28 August 2011

East Africa: Oil Wealth Can Create New Economies - Experts

Kampala — Uganda should invest oil revenues in Sovereign Wealth Fund (SWF) and at least developing one new economy, if it is to avoid the so called oil curse, oil experts have urged.

Experts contend that the development could be geared to areas like tourism, real estate or airlines so long as it is targeted to particular activities especially projects that bring return to the country.

"Oil is not a curse. I know people who have been blessed with it. It will be a curse for those who have been irresponsible in managing it," says Mr Israel Aye, a Partner with Sterling Partnership Legal Practitioners of Lagos, Nigeria.

"Oil can be good to you if you are good to it and bad to you if you are bad at it. It is a matter of being a responsible steward"

Speaking at the Oil and Gas Contracting seminar organised by International Law Institute (ILI), Aye argues that resource rich countries like Uganda should make the best of their discoveries.

"Take one thing and be the best at it. Ethiopia for example, took aviation and became big at it. The only hindrance Uganda would have is saying that they need seed money but today they have seed money and that is oil" Aye said.

Sovereign Wealth Fund is a pool of money derived from a country's reserves, which are set aside for investment purposes that will benefit the country's economy and citizens.

The funding for a sovereign wealth fund comes from revenue generated from the exports of natural resources. It can also come from central bank reserves that accumulate as a result of budget and trade surpluses.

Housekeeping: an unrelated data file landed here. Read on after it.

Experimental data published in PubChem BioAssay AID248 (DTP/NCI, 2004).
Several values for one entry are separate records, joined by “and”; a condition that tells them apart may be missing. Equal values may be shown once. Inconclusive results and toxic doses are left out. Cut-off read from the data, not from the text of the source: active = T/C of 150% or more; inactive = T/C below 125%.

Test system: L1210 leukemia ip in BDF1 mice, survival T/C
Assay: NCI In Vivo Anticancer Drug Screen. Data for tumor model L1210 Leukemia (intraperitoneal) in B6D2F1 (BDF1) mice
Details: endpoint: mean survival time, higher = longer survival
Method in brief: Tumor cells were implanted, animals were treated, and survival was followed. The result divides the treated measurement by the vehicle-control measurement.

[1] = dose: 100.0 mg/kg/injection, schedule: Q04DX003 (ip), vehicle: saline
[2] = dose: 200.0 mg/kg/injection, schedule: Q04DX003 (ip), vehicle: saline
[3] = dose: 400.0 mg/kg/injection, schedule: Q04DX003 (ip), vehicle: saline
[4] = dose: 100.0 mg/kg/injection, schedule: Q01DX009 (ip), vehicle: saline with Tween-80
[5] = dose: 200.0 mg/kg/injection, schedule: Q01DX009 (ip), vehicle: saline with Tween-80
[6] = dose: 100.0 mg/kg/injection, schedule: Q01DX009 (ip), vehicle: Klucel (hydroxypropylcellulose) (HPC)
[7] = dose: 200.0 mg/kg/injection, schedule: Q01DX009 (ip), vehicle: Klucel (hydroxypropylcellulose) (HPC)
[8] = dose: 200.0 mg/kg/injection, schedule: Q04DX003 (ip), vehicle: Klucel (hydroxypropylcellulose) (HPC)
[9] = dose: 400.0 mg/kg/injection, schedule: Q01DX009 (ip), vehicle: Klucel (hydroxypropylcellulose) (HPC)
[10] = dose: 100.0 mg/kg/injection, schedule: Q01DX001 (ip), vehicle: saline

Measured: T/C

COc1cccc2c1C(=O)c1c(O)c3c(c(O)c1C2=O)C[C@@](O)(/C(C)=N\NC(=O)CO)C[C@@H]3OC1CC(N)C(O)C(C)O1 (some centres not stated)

Uganda has already found commercially-viable quantities of oil in the Albertine Graben in western Uganda. Albertine Graben is the only seismic active area in East Africa.

It stretches from the border of Uganda, Sudan and the Democratic Republic of Congo (DRC) in the north to Lake Edward on the Uganda-DRC border in the south-a width of 45 km and distance of over 500 kilometers and an area of about 23,000 square kilometers.

With only 30% of the graben explored, oil companies have already found more than 2.5 billion barrels of oil. Some analysts estimate that Uganda's Albertine Graben may hold more than 6 billion barrels of oil.

ILI Executive Director, Mr Swithin Munyantwali, says the oil and gas development is crucial towards the goal for countries to ensure that agreements signed with developers in this sector represent the full range of natural interests.

To do so, Munyantwali says, relevant and important laws must be drafted and implemented and that government officials representing the state must know the full extent of their legal commitments.

"Today as we see the effects of poor economic planning globally, there is an urgent need to ensure that we prudently exploit our oil and gas resources so that we can support needed infrastructure and other projects that will allow our region to claim its rightful place as a legitimate global economic powerhouse," Munyantwali said.

International Law Institute was founded on the principles of putting developing countries on a much better footing in the management of their affairs and in dealing with the more developed countries.

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